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What is Behind Latin America’s Declining Income Inequality?

Author/Editor: Evridiki Tsounta | Anayochukwu Osueke
Authorized for Distribution: July 15, 2014
Electronic Access: Free Full Text (PDF file size is 910KB)
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Disclaimer: This Working Paper should not be reported as representing the views of the IMF. The views expressed in this Working Paper are those of the author(s) and do not necessarily represent those of the IMF or IMF policy. Working Papers describe research in progress by the author(s) and are published to elicit comments and to further debate.

Summary: Income inequality in Latin America has declined during the last decade, in contrast to the experience in many other emerging and developed regions. However, Latin America remains the most unequal region in the world. This study documents the declining trend in income inequality in Latin America and proposes various reasons behind this important development. Using a panel econometric analysis for a large group of emerging and developing countries, we find that the Kuznets curve holds. Notwithstanding the limitations in the dataset and of cross-country regression analysis more generally, our results suggest that almost two-thirds of the recent decline in income inequality in Latin America is explained by policies and strong GDP growth, with policies alone explaining more than half of this total decline. Higher education spending is the most important driver, followed by stronger foreign direct investment and higher tax revenues. Results suggest that policies and to some extent positive growth dynamics could play an important role in lowering inequality further.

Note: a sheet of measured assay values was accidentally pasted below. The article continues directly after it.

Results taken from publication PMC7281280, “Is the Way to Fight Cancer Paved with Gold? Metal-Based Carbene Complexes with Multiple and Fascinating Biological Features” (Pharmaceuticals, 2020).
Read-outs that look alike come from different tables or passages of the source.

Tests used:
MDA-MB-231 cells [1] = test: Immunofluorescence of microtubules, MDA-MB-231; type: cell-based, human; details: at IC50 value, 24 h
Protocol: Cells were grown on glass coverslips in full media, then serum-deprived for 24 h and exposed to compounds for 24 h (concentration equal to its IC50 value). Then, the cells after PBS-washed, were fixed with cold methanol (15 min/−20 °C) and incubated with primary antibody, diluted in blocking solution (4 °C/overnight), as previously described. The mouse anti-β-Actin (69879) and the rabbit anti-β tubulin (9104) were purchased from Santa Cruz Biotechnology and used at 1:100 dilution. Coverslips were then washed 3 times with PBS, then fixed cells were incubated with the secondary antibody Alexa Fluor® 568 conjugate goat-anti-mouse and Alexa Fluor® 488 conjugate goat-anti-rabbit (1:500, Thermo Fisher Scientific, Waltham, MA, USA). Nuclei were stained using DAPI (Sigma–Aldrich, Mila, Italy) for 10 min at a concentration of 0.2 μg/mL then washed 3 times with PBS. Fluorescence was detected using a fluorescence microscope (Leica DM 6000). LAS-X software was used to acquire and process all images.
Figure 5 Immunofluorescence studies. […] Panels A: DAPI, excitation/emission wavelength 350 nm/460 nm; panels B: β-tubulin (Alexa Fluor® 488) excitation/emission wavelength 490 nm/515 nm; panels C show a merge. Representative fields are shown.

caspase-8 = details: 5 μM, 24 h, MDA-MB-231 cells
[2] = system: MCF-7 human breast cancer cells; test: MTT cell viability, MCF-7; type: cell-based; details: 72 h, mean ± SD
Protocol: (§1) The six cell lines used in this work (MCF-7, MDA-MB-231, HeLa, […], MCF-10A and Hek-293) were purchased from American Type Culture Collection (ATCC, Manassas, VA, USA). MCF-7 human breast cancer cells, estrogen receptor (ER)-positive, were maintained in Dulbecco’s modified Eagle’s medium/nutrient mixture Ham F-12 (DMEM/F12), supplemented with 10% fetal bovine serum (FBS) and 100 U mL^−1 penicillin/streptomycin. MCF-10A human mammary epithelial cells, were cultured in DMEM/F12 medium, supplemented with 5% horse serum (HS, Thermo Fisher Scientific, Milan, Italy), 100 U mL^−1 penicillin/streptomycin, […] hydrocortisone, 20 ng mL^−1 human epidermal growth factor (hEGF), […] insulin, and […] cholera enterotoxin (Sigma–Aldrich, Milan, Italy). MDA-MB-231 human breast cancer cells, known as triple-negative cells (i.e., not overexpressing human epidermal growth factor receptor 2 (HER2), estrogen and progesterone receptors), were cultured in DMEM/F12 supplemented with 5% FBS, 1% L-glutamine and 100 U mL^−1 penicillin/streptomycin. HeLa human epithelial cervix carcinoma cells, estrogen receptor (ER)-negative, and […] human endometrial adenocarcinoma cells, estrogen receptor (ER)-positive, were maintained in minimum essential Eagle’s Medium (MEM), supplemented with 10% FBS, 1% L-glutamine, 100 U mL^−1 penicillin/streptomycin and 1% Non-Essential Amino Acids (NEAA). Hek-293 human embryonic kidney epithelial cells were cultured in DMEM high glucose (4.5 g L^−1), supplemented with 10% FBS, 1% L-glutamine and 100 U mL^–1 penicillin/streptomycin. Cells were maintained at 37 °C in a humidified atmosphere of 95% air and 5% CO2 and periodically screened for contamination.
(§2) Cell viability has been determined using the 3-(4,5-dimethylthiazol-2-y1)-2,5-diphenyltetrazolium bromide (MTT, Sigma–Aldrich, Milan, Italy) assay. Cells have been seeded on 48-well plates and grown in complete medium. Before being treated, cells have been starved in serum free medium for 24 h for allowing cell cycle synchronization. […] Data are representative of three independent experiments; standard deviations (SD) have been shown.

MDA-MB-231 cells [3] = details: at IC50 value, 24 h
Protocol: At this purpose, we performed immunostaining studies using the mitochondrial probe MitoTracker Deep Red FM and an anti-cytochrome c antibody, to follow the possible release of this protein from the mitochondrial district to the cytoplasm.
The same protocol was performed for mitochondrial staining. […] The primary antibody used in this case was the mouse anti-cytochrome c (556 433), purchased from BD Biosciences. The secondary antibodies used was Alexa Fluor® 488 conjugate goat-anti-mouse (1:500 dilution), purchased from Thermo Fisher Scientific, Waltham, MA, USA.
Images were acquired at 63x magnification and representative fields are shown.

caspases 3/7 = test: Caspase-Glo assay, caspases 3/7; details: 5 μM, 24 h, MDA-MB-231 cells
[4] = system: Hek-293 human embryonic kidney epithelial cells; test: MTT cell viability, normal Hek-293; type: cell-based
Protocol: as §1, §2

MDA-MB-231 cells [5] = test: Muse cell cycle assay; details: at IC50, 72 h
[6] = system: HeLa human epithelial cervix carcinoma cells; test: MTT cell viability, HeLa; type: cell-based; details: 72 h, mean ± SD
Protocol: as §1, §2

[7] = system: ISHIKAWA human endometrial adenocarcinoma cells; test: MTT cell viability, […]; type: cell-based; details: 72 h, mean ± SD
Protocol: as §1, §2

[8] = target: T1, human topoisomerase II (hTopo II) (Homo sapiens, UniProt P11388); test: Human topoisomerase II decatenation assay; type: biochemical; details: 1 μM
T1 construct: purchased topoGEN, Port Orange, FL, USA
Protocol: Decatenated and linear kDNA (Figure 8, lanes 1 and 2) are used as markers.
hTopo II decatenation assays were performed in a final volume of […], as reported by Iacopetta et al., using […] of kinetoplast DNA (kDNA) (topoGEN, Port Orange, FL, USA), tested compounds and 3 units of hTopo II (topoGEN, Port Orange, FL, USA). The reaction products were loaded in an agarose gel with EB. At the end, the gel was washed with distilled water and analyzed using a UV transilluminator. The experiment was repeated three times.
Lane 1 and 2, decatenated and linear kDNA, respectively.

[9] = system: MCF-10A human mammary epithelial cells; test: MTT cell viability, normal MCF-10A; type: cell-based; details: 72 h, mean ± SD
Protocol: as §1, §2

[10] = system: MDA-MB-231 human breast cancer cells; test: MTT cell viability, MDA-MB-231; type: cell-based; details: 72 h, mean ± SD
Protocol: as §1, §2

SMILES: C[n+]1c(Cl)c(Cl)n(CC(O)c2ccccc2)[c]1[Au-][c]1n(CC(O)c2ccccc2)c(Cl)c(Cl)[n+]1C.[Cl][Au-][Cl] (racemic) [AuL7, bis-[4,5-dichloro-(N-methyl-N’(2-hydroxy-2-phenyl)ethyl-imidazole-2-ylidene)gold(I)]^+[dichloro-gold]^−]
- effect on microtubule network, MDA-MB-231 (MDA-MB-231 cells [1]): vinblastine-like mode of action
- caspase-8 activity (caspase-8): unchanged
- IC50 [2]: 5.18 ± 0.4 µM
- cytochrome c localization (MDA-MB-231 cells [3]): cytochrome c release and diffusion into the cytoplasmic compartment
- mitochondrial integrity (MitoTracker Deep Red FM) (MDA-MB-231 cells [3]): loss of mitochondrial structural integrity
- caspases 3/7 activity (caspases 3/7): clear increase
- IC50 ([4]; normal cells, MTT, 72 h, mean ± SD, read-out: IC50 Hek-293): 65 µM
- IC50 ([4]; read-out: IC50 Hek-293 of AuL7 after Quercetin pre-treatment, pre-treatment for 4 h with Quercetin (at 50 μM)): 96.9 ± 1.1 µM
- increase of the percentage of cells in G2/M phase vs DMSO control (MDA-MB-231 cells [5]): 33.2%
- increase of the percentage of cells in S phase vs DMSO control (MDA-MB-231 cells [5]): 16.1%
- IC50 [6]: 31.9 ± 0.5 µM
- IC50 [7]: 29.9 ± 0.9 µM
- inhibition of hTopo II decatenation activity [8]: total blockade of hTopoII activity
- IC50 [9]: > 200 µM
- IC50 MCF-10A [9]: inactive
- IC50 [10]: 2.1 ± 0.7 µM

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Series: Working Paper No. 14/124
Subject(s): Income inequality | Latin America | Emerging markets | Developing countries | Social indicators | Cross country analysis | Panel analysis
    Published:   July 15, 2014        
    ISBN/ISSN:   9781498378581/1018-5941   Format:   Paper
    Stock No:   WPIEA2014124   Pages:   35
    Price:   US$18.00
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